"It would be better to call it the Great Tired Army just now," said Harry.  "To keep on pulling your feet all day long out of mud half a yard deep is the most exhausting thing I know or ever heard of."

"Where are we going?" asked St. Clair.

"Blessed if I know," replied Harry, "nor does anybody else save one. It's all hid under General Jackson's hat."

"I guess it's Staunton," said Langdon.  "That's a fine town, as good as Winchester.  I've got kinsfolk there.  I came up once from South Carolina and made them a visit."

But it was not Staunton, although Staunton, hearing of the march, had been joyfully expecting Jackson's men.  The fine morning came, warm and brilliant with sunshine, raising the spirits of the troops.  The roads began to dry out fast and marching would be much easier.  But Jackson, leading somberly on Little Sorrel, turned his back on Staunton.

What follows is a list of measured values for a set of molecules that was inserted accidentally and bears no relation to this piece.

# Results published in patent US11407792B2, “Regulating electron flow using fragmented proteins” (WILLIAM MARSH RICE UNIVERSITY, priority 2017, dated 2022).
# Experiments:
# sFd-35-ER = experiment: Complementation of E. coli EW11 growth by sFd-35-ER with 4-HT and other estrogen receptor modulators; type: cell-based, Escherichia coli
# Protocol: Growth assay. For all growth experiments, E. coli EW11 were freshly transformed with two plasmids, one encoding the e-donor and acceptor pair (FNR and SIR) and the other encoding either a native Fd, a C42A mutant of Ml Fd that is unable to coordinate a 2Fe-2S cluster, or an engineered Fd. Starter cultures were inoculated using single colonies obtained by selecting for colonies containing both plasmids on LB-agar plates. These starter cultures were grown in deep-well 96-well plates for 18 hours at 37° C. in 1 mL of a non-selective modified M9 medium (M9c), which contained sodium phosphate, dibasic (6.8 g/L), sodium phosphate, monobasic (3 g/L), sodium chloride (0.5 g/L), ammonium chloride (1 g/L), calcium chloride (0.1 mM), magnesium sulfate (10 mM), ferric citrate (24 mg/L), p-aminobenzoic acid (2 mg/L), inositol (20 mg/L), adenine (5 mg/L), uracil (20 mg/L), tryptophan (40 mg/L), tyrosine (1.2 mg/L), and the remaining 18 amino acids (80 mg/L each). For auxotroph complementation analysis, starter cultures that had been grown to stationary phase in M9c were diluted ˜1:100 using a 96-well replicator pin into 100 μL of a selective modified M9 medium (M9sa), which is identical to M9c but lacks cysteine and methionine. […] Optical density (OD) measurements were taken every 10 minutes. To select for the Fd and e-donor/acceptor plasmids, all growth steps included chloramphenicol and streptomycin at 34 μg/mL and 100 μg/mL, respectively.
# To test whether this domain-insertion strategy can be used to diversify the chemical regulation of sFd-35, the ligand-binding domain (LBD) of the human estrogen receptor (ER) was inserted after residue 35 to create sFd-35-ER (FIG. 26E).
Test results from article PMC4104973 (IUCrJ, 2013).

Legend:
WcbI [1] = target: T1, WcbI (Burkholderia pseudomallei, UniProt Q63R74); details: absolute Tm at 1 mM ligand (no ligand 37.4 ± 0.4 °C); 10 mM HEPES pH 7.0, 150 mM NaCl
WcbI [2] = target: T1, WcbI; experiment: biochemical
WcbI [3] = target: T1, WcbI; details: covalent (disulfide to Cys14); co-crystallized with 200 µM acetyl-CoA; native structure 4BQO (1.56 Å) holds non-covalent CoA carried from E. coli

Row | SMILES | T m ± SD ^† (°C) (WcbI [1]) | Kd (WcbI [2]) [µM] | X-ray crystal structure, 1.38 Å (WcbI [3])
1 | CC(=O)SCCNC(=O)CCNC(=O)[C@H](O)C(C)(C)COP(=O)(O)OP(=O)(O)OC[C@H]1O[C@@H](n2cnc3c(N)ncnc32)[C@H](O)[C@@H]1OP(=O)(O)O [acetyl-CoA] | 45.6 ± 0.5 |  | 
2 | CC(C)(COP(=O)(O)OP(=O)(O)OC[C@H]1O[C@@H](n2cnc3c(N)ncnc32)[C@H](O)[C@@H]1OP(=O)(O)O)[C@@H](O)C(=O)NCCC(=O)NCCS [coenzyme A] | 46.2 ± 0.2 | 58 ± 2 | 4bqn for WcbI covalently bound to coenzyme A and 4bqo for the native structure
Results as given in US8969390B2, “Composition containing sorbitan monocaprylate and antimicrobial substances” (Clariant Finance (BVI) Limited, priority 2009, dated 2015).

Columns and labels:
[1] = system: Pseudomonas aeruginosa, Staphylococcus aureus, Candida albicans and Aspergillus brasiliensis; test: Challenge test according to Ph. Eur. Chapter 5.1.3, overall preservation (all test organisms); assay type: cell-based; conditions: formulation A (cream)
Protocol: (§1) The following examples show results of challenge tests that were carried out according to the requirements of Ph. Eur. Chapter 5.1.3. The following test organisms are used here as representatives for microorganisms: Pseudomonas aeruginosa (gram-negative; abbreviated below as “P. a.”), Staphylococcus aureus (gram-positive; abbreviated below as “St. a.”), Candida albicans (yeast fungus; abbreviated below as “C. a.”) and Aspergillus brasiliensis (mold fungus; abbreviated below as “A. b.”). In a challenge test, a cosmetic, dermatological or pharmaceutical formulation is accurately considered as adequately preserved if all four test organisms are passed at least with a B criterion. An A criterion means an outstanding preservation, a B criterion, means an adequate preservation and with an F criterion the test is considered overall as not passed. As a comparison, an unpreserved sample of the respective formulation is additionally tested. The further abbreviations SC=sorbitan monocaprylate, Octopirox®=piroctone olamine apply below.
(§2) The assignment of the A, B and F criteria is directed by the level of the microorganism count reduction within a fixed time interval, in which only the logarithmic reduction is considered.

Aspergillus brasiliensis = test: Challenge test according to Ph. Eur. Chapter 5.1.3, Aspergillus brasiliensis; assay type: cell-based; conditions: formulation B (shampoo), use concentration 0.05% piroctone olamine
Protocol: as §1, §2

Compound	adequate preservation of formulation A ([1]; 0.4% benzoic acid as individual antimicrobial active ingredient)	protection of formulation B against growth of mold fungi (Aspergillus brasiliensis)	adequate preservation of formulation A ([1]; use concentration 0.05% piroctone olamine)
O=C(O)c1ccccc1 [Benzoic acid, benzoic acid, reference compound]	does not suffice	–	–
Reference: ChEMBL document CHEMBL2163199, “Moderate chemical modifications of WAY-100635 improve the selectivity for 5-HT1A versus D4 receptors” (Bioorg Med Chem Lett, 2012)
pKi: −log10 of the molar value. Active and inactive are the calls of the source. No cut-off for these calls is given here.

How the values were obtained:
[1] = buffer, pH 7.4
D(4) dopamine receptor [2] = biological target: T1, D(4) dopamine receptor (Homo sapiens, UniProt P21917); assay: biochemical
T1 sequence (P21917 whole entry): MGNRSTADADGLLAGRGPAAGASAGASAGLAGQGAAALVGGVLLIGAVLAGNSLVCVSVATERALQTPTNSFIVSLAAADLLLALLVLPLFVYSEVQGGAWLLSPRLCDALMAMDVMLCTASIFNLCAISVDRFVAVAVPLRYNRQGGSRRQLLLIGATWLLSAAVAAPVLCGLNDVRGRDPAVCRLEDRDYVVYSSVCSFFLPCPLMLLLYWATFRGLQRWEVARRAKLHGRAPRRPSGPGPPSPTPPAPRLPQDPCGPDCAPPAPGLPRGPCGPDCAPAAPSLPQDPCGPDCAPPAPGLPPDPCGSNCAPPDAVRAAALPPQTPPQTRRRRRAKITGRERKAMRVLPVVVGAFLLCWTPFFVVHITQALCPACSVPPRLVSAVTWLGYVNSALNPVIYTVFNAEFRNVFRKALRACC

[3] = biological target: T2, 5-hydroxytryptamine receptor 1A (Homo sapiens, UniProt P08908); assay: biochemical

The Virginians stared in amazement when the heads of columns turned away from that trim and hospitable little city, which they knew was so fervently attached to their cause.  Before them rose the long line of the Blue Ridge and they were marching straight toward it.

They marched a while in silence, and then a groan ran through the ranks. It was such a compound of dismay and grief that it made Harry shiver. The Virginians were leaving their beloved and beautiful valley, leaving it all to the invader, leaving the pretty little places, Winchester and Staunton and Harrisonburg and Strasburg and Front Royal, and all the towns and villages in which their families and relatives lived.  Every one of the Virginians had blood kin everywhere through the valley.

The men began to whisper to one another, but the order of silence was passed sternly along the line.  They marched on, sullen and gloomy, but after a while their natural courage and their confidence in their commander returned.  Their spirits did not desert them, even when they left the valley behind them and began to climb the Blue Ridge.